Supporting women, building confidence in themselves, recovering self-esteem and the sense of self broken by domestic violence, was not easy. Those of us who had been through similar experiences often shared it with women who came for support. Extending practical help in the shape of shelter, legal aid, skill training and jobs, was also challenging. It seemed as though every system was pitted against women. Women found it hard to leave violent relationships, and many kept going back to them. This dilemma was not surprising since it happened at times to many of us too. But understanding this process was challenging for Saheli volunteers. In our experience the complexity of emotional and sexual relations often tied up with financial and social support makes it difficult for a woman to carve an independent place for herself in a society where high premium is placed on marriage.
To quote the Saheli newsletter of April 1987, ‘At our level, what we really try to get across is empathy with the woman’s pain, bewilderment, insecurity and show her that there is an alternative, which also is not easy to cope with, but that it would be her choices which count with us and not the demands and expectations thrust on her. We try giving her a sense of security, the knowledge that she is not alone in her struggle, we are all with her, and show her linkages between her personal oppression and oppression of women within our society. In short, it is a process of empowerment in terms of support and developing consciousness. Some women learn to talk more openly and seek help and some may even retaliate. We can provide, by and large, only intangible support. While it is necessary, it is by no means enough. Safe housing and employment do need to be offered so that women do not go back and suffer a worse fate. Our resources to provide material and tangible support are quite limited.’
Contrary to stereotypes that still abound, our work with individual women revealed that domestic violence cuts across class, caste and religious boundaries… and includes not only physical violence but sexual, emotional, verbal and psychological abuse. It is a means of subordination to show a woman her place, humiliate her and use brute force to coerce her into playing her role as dutiful wife, daughter, sister or mother.
While both society and the legal machinery were unwilling to accept the gravity of the problem, Saheli had to act on another front. The women who were either thrown out of their marital homes or those who wanted to leave because they were unable to cope with the violence did not have any place to go. Parental homes were also not open to them. While many times volunteers of Saheli took women into their homes, this was not possible on a long-term basis. So when the number of women approaching Saheli increased manifold, we started a shelter with some financial assistance from the government. But the experience revealed what a low priority issue this was for a government that was unwilling to pay enough to provide for food, rent, maintenance, salaries etc. to give a reasonably decent living to women in such crisis situations. We ran our own shelter for about four years, and dealt with several complex issues. With the setting up of Shakti Shalini’s shelter, our small shelter was gradually wound up. Yet, the endeavour to link individual women’s oppression to iniquitous social structures remained.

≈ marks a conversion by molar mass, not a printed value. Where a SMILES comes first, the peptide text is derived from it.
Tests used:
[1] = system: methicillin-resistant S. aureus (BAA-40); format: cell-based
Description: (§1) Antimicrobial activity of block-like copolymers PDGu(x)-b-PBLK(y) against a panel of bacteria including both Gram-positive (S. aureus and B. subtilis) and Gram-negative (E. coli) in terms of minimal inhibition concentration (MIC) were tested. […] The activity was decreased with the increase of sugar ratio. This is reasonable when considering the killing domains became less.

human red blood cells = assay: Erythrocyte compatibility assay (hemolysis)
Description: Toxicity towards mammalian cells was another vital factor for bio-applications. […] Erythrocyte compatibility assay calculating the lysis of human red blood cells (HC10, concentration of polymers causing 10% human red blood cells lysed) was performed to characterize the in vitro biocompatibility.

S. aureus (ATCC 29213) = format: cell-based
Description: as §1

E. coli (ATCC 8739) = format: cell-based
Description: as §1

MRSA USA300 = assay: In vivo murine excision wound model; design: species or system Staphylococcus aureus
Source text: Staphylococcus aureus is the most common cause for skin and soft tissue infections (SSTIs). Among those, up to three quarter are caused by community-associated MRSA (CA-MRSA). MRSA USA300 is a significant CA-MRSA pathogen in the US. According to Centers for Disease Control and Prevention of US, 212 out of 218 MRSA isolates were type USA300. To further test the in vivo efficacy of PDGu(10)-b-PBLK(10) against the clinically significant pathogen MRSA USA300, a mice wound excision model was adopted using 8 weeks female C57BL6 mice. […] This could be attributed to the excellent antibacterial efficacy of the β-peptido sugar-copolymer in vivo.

Our work constantly brought us up against patriarchal forces in several forms: unsupportive families and neighbours, disbelieving police constables at the local thana, unscrupulous lawyers out to take advantage of a woman in a vulnerable situation, unsympathetic magistrates, to a media that persisted in blaming the victim.
Saheli’s encounter with the police in its early years highlighted their high handedness: When we gave shelter to a young woman who wanted to leave her house, the police accused Saheli of running a brothel, charged us with abduction, barged into the premises and manhandled Saheli volunteers. The media attention about this incident (also because a sympathetic journalist who arrived on the spot was arrested!) led to the transfer of the concerned policeman.
We also came up against the stranglehold of religious and community laws that denied women equal rights in marriage, divorce and child custody. Ironically, the very community that provided support and a sense of belonging was also a source of control. We continuously learnt to develop strategies while supporting women to negotiate these complex structures. The lacunae in laws became apparent, as did the limited possibilities of jaat and religious panchayats. The inequities in religion-based personal laws governing marriage, divorce and family were glaring. Even as we campaign for an Egalitarian Civil Code (ECC), direct actions, such as pressurising the husband and in-laws to part with the woman’s rightful property, or enabling a woman to take custody of her own child, were the hallmark of Saheli’s early years.
Case work closure debate
After working for nearly ten years as a centre for women in crisis situations, in 1991 we took a decision to discontinue handling new cases and decided to review case work in Saheli. This decision was a difficult one, the process of arriving at it fraught with contradictions, and followed by several years of questioning of some of the basic premises and assumptions underlying our work. Besides this, was the impact of no longer directly supporting women in crisis, the dynamics within the group – be it the change of roles for full timers, or the burn out experienced by some members, or the difficulty in telling women who approached us that we would refer them to another women’s group – were extremely challenging.